Bullion Knot


I first came across the bullion knot while trying to figure out how I wanted to cover a rather large mend I had made to a favourite shirt. I knew I wanted to add flowers but was dissatisfied with roses and daisies. I finally settled on clover – something I remember from my youth picking them in the village green across from my childhood home.

I scoured the Internet for a stitch that even remotely looked like those sweet bundles of tubular flowers. I finally settled on a cluster of bullion knots, which when gathered tightly together give the look of a clover flower.

The bullion knot is a great way to add depth and texture to your embroidery and with practice can be expanded to a whole bunch of interesting designs.



how to

Step 1

Bring your thread up through the fabric at the “top” of your knot (a).


Step 2

Without pulling the needle all the way through go down through the fabric at the “bottom” of the knot (b) and up again through the “top” (a). Hold the needle in place as it’s poking through the fabric.


Step 3

Using the slack thread wrap the tip of the needle for at least the same length as the distance between (a) and (b). The wrapping should be solid but but too tight (see note on wrapping below). I like to hold my finger behind my needle to help keep the stitches in place (as pictured).


Step 4

Lightly grasp the wrapping and pull the needle through. this part can be tricky – if you find it too hard to pull your needle through your stitches you can twist the wrapped thread slightly to loosen it.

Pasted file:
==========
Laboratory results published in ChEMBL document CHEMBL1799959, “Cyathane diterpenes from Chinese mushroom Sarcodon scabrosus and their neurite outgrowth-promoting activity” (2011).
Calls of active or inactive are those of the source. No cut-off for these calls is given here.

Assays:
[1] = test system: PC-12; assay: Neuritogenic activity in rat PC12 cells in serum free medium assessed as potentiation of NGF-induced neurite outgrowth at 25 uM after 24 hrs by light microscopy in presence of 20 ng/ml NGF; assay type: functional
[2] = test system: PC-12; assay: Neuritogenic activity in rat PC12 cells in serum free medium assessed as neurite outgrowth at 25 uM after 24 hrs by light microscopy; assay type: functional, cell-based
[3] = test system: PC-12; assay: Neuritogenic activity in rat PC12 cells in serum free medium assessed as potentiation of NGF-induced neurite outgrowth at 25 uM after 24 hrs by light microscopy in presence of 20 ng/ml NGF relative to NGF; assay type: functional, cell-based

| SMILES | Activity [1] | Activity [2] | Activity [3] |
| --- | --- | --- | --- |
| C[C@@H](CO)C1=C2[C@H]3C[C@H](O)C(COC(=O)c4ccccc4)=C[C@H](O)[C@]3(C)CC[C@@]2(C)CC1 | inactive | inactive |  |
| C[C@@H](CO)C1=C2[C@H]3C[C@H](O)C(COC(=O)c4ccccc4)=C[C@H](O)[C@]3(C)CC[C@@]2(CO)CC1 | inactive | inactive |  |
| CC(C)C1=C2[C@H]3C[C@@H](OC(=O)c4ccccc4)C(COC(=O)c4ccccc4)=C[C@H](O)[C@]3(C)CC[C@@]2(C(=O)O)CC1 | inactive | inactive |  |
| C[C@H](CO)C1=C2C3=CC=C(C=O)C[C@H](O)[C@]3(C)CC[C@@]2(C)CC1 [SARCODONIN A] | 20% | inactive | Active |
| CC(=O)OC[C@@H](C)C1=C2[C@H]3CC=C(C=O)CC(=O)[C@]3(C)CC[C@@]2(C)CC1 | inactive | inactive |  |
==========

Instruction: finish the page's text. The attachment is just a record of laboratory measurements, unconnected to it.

Continue pulling until the knot beings to lie flat – it will naturally pull back towards (b). Continue to hold the wound thread until it is mostly flat against the fabric.


Adjust the way the knot lies before bringing the needle back down at (b).

Note on wrapping

If the needle hasn’t been wrapped enough the fabric can pull or pucker. Wrapping it a greater amount will cause the knot to bow up from the fabric and add more depth (if that’s what you want).  


Here’s a little picture of the clover I did for my mending  project. I really love how it turned out.


Join the discussion and tell us your opinion.

February 4, 2019 at 6:28 pm

lovely, W. your clover embroidery is inspired.

February 5, 2019 at 1:24 pm
– In reply to: LW

Thanks so much! I really loved how it all came together. Later this month I’ll be posting a clover pattern – keep your eyes open for it. – W

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February 5, 2019 at 1:25 am

I’m really loving the theme/design of your web site.
Do you ever run into any browser compatibility issues?

A handful of my blog visitors have complained about my website not operating
correctly in Explorer but looks great in Opera.

Do you have any advice to help fix this problem?

February 5, 2019 at 1:32 pm
– In reply to: m.2 slot usage

Hi, thanks so much for the compliment – Internet explorer is a tough nut to crack. If that’s something that you notice your clients using I would suggest investing in a theme that boasts that it is tested for IE. also running tests on the theme demo in your own copy of IE to look for problems. Other than making sure that your images are optimized for web viewing that’s the best you can do.
The theme I used is called Kalium – I bought it through Envato.
Hope that helps

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